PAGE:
97th Annual Portland Christmas Bird Count Breaks Records!

On December 31, 2022, Portland conducted the 97th annual Christmas Bird Count under mild and mostly dry skies—a real treat after the icy conditions leading up to the big day. We broke the record on number of field observers at 270, and over 100 joined in from their feeders! Altogether, these intrepid volunteers tallied 125 species (2 more than the 10-year average) and an impressive 83,850 individual birds, all seen or heard within our 15-mile diameter count circle. Tremendous thanks to the area leaders—Brodie Cass Talbott, Joe Liebezeit, Lynn Herring, Carol Murdock, and Colleen McDaniel—who organized the mass of volunteers into dozens of field teams, led their own sectors, and collated the pile of data into a useable tally for the compiler.

People looking through binoculars at Christmas Bird Count

The Portland CBC feeds into a data set that encompasses over 2,500 CBC count circles across North America and as far south as Brazil. Observations allow researchers, wildlife agencies, conservation biologists, and others to study the long-term health and status of bird populations across the count area. This was the 123rd year for the CBC, making it one of the longest running large-scale data sets in existence. Hundreds of studies have been published using CBC data, and findings have informed climate-change science as well as important management and conservation decisions that help protect birds across their flyways.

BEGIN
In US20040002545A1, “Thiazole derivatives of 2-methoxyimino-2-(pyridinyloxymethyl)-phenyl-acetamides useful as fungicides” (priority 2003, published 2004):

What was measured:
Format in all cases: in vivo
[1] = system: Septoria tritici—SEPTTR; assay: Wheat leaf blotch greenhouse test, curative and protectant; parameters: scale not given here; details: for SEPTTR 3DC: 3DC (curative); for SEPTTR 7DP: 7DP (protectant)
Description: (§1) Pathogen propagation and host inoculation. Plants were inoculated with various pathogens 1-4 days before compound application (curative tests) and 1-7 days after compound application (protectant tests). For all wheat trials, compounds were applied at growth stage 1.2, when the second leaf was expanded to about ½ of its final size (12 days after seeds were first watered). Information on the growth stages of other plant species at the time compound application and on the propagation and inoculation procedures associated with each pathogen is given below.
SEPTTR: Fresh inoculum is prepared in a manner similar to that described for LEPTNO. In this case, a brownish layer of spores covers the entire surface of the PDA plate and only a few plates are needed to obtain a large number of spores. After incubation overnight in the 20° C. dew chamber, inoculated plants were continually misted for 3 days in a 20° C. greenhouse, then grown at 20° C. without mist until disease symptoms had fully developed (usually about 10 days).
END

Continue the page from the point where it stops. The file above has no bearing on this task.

On Portland’s count, David Leal detected a Cassin’s Vireo in the trees at Alberta Park—a first for our count circle. This is an impressive discovery in December, and it earned David the coveted “eagle eye” award, bestowed on the birder who finds the most unexpected species of the day. Congratulations, David! Other new birds for our count circle included 2 Brandt’s Cormorants, 6 Trumpeter Swans, and 100 American White Pelicans. Keen observers added a pile of uncommon species, including a Harris’s Sparrow and a Least Sandpiper, 2 Western Tanagers, and a whopping 8 Acorn Woodpeckers found across 6 different sectors!

The five most-encountered species were Cackling Goose, Canada Goose, American Robin, American Crow, and Dark-eyed Junco. Anna’s Hummingbird numbers climbed to a record 944, and 15 Black Phoebes were seen across the count circle, more than doubling the previous high count. Several other species also exceeded their past peaks, including Eurasian Collared-Dove, White-breasted Nuthatch, Bewick’s Wren, and both White-throated and White-crowned Sparrow. Lesser Goldfinches continued their rise, and woodpeckers also made a strong showing, with Downy, Hairy, and Flicker numbers all breaking records. On the flip side, we barely squeaked out one Purple Finch and dipped entirely on Greater White-fronted Goose for the third year running.

Heartfelt thanks to all the area leaders, field counters and feeder watchers for making this year’s Portland CBC another outstanding success. We look forward to seeing you again next year. If you’d like to help out as a community scientist on the 2023 CBC or another project, please visit our website to check out the exciting opportunities. We’d love to have you join us!

To learn more about Community Science and how you can participate, visit:

Community Science